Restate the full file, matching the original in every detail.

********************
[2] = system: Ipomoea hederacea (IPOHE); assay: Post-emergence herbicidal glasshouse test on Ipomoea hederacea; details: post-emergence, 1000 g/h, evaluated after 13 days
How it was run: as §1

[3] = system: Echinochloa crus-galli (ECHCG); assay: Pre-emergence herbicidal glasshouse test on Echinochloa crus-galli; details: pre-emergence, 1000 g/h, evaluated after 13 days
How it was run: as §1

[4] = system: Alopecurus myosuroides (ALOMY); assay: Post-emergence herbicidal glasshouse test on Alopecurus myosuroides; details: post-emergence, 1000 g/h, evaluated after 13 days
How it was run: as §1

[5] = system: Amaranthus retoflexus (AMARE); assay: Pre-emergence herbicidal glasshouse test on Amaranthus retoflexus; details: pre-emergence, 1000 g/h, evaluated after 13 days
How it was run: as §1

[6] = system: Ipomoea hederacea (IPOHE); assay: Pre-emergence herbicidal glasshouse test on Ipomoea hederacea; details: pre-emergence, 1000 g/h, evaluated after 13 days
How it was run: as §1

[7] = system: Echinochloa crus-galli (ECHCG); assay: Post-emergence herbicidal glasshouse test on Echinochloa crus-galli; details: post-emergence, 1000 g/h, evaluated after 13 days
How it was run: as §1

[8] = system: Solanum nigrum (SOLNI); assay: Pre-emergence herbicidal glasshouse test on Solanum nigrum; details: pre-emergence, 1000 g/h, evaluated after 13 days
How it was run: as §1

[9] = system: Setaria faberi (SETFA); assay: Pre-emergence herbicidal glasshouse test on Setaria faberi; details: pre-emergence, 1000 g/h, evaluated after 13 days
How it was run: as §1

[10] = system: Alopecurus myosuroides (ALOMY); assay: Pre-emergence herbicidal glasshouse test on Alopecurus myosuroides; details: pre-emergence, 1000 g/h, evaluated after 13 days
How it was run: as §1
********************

[2] = system: Ipomoea hederacea (IPOHE); assay: Post-emergence herbicidal glasshouse test on Ipomoea hederacea; details: post-emergence, 1000 g/h, evaluated after 13 days
How it was run: as §1

[3] = system: Echinochloa crus-galli (ECHCG); assay: Pre-emergence herbicidal glasshouse test on Echinochloa crus-galli; details: pre-emergence, 1000 g/h, evaluated after 13 days
How it was run: as §1

[4] = system: Alopecurus myosuroides (ALOMY); assay: Post-emergence herbicidal glasshouse test on Alopecurus myosuroides; details: post-emergence, 1000 g/h, evaluated after 13 days
How it was run: as §1

[5] = system: Amaranthus retoflexus (AMARE); assay: Pre-emergence herbicidal glasshouse test on Amaranthus retoflexus; details: pre-emergence, 1000 g/h, evaluated after 13 days
How it was run: as §1

[6] = system: Ipomoea hederacea (IPOHE); assay: Pre-emergence herbicidal glasshouse test on Ipomoea hederacea; details: pre-emergence, 1000 g/h, evaluated after 13 days
How it was run: as §1

[7] = system: Echinochloa crus-galli (ECHCG); assay: Post-emergence herbicidal glasshouse test on Echinochloa crus-galli; details: post-emergence, 1000 g/h, evaluated after 13 days
How it was run: as §1

[8] = system: Solanum nigrum (SOLNI); assay: Pre-emergence herbicidal glasshouse test on Solanum nigrum; details: pre-emergence, 1000 g/h, evaluated after 13 days
How it was run: as §1

[9] = system: Setaria faberi (SETFA); assay: Pre-emergence herbicidal glasshouse test on Setaria faberi; details: pre-emergence, 1000 g/h, evaluated after 13 days
How it was run: as §1

[10] = system: Alopecurus myosuroides (ALOMY); assay: Pre-emergence herbicidal glasshouse test on Alopecurus myosuroides; details: pre-emergence, 1000 g/h, evaluated after 13 days
How it was run: as §1